Let’s face it – the volunteer coordinator position can be a rotating door. There’s typically a lot of work and responsibility placed on this role; yet, oftentimes in today’s difficult economy, salary and budget constraints make recruiting a volunteer coordinator quite challenging.
In this article, we’ll offer our tips for recruiting and hiring the perfect volunteer coordinator for your organization.
Doing Your Preliminary Work
Once the decision is made to bring on a volunteer coordinator, the next step should be to write a detailed job description. The key here is to take it seriously and be realistic. Many agencies make the mistake of either rushing through the description just to get something on paper, or they write lofty and often vague documents. Put yourself in the candidate’s position. Wouldn’t you want an accurate assessment of what your job would be? Also, being up-front with both the good and bad parts of the job will persuade many candidates to “weed themselves out” before you waste time and money researching, hiring, and training them.
Use the job description to get the word out when recruiting candidates. What sources you use is entirely up to your agency. Those with larger budgets tend to go the monster.com and/or careerbuilder.com route. Others use free sites like Craigslist or Kajiji. Don’t forget that viral word-of-mouth goes a long way. Make sure you put the word out on Twitter, Facebook, and Linked-In. Finally, don’t overlook those close to you. You may have a current volunteer that would be perfect for the job.
Exploring the Candidates
Now that you’ve recruited some solid candidates, its time for interviews. Depending on your style, you can do something completely structured or absolutely unscripted. A structured interview’s advantage is that it is the most objective. Having the same set of questions for all interviewees helps make sure the interviewer doesn’t fall into some bias traps. On the other hand, a non-scripted interview is open-ended, and you can discover much more about a candidate as a whole. Through actual conversation, you may find that he or she has valuable skills that may not have come through in a boilerplate interview.
During the interview process, there are several points to keep in mind. Since part of a volunteer coordinator’s job is to track volunteer hours and other statistics, many interviewers may focus on a candidate’s attention to detail. But superior volunteer coordination takes much more than that. He or she must have strong written and verbal communication skills for tasks such as recruiting new volunteers and spreading the word about new volunteer opportunities. On top of that, generally a volunteer coordinator should be a “people person,” especially if part of the job description includes interviewing potential volunteers, networking in the community, and being a leader and/or trainer of volunteers.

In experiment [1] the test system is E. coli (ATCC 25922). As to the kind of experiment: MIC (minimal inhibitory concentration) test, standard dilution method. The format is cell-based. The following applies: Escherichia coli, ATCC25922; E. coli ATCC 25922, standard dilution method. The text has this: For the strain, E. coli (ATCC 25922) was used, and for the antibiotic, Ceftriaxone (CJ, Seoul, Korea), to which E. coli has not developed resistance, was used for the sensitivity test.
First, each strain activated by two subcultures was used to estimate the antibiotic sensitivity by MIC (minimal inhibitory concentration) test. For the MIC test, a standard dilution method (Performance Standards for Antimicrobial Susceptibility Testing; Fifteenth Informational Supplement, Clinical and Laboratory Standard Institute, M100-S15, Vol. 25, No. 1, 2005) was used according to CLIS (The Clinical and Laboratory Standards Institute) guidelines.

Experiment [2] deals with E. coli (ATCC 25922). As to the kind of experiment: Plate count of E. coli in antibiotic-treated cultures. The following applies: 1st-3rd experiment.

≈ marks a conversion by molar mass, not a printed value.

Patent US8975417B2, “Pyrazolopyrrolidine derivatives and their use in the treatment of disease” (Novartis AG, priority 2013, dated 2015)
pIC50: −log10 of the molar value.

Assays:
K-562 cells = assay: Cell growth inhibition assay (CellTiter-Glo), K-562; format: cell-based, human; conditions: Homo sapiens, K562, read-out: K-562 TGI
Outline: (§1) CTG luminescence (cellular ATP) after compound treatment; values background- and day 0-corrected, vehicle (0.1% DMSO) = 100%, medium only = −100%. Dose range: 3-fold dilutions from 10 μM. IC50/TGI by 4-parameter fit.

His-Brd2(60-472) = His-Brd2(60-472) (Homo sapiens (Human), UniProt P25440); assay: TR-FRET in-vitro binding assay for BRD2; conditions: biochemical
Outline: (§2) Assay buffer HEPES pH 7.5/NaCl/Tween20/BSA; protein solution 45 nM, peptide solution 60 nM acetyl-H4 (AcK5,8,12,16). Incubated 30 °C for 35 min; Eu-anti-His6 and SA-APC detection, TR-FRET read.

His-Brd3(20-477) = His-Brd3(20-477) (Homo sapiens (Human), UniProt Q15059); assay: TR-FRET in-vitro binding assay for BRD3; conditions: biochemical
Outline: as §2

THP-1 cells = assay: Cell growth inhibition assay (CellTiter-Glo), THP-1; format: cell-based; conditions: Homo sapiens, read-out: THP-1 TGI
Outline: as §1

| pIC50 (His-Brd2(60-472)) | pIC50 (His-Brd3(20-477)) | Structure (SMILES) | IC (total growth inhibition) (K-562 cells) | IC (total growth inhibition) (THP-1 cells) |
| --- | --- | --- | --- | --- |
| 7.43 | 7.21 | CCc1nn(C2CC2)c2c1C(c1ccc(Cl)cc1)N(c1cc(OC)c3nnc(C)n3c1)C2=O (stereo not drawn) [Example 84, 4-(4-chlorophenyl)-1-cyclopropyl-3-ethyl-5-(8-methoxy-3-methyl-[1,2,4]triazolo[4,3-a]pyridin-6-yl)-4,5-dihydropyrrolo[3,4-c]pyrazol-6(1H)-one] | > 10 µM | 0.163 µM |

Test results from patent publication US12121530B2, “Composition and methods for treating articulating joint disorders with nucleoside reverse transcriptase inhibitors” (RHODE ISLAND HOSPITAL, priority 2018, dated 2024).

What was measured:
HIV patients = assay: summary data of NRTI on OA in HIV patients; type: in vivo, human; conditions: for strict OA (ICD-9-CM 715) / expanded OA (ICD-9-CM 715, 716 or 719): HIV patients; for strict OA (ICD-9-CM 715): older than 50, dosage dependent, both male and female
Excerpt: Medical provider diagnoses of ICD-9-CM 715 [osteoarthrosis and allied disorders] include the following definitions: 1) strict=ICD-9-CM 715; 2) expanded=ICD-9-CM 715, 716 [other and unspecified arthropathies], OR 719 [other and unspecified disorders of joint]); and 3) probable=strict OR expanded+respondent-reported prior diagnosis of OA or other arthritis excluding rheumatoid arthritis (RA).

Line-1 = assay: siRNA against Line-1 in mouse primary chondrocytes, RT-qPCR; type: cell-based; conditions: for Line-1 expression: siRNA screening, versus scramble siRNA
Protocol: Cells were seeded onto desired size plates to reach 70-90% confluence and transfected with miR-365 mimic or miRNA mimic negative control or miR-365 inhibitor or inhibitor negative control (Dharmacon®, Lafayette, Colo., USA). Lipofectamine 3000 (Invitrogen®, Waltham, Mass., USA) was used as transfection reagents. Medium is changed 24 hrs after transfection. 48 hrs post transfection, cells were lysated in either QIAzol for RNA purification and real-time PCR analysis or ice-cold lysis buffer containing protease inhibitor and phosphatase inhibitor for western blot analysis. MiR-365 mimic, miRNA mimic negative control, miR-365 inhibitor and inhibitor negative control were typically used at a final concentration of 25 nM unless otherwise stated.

Making the Decision
Now that you’ve heard from all of the candidates, its time to make a decision. When possible, have more than one person weigh in on the final verdict. The fact that a mis-hire can be very costly justifies the need to make sure you’ve picked the right person. Be sure to do your due diligence. Naturally, you’ll want to check references, but these almost always come through as glowing because they are handpicked by the candidate. In or der to get a more realistic view, you’ll want the applicant to give you the okay to talk with past supervisors. Keep in mind that many will only verify employment, but the ones who elaborate will give you a clearer picture of work habits than the other references an applicant lists.
If your choice has cleared all of these hurdles, it’s time for the last step in the process: the background check. For the sake of your employees, your clients, the community, and your agency’s reputation, a criminal background check is necessary. This is one area where you don’t want to cut corners. If an incident occurs where one of your employees behaves inappropriately, you don’t want to find yourself in court explaining why you didn’t properly vet your candidate.
These are just a few easy suggestions to keep in mind when choosing your next volunteer coordinator. If you feel you need more assistance in this area, it may be a good idea to talk with a human resources consultant who specializes in recruiting and hiring. In the end, when your volunteer campaigns are paying dividends, you’ll be glad you made the investment.
Shawn Kendrick holds an MBA from Ohio Dominican University and writes for VolunteerHub, a cloud-based software for nonprofits that specializes in volunteer management.
Does anyone have any current information about possible state or county tax credits or other tax incentives for volunteering?